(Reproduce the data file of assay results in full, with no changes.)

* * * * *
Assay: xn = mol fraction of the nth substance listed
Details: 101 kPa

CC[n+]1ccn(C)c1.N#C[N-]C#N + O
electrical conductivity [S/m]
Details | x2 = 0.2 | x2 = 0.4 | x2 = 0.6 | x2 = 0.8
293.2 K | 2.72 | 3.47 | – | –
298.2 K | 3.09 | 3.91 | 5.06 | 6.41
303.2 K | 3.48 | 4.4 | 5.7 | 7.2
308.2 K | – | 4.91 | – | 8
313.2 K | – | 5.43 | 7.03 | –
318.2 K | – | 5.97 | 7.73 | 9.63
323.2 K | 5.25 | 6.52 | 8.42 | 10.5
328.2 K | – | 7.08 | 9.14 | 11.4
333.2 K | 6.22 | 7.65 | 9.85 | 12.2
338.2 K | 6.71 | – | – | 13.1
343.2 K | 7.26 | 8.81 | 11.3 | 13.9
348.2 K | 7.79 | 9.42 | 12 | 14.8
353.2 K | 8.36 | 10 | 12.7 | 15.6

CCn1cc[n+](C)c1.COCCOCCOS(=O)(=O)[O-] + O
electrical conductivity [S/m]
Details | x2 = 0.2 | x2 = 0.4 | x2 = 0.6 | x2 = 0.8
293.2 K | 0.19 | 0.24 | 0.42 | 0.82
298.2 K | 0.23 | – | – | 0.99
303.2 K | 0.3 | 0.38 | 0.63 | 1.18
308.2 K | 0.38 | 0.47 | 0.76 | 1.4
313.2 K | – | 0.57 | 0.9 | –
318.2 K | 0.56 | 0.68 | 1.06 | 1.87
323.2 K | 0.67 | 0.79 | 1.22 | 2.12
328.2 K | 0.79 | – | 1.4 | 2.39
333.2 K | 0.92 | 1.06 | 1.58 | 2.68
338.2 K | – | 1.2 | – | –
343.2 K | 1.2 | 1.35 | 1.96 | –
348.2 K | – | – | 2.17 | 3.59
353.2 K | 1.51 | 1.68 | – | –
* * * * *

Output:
Assay: xn = mol fraction of the nth substance listed
Details: 101 kPa

CC[n+]1ccn(C)c1.N#C[N-]C#N + O
electrical conductivity [S/m]
Details | x2 = 0.2 | x2 = 0.4 | x2 = 0.6 | x2 = 0.8
293.2 K | 2.72 | 3.47 | – | –
298.2 K | 3.09 | 3.91 | 5.06 | 6.41
303.2 K | 3.48 | 4.4 | 5.7 | 7.2
308.2 K | – | 4.91 | – | 8
313.2 K | – | 5.43 | 7.03 | –
318.2 K | – | 5.97 | 7.73 | 9.63
323.2 K | 5.25 | 6.52 | 8.42 | 10.5
328.2 K | – | 7.08 | 9.14 | 11.4
333.2 K | 6.22 | 7.65 | 9.85 | 12.2
338.2 K | 6.71 | – | – | 13.1
343.2 K | 7.26 | 8.81 | 11.3 | 13.9
348.2 K | 7.79 | 9.42 | 12 | 14.8
353.2 K | 8.36 | 10 | 12.7 | 15.6

CCn1cc[n+](C)c1.COCCOCCOS(=O)(=O)[O-] + O
electrical conductivity [S/m]
Details | x2 = 0.2 | x2 = 0.4 | x2 = 0.6 | x2 = 0.8
293.2 K | 0.19 | 0.24 | 0.42 | 0.82
298.2 K | 0.23 | – | – | 0.99
303.2 K | 0.3 | 0.38 | 0.63 | 1.18
308.2 K | 0.38 | 0.47 | 0.76 | 1.4
313.2 K | – | 0.57 | 0.9 | –
318.2 K | 0.56 | 0.68 | 1.06 | 1.87
323.2 K | 0.67 | 0.79 | 1.22 | 2.12
328.2 K | 0.79 | – | 1.4 | 2.39
333.2 K | 0.92 | 1.06 | 1.58 | 2.68
338.2 K | – | 1.2 | – | –
343.2 K | 1.2 | 1.35 | 1.96 | –
348.2 K | – | – | 2.17 | 3.59
353.2 K | 1.51 | 1.68 | – | –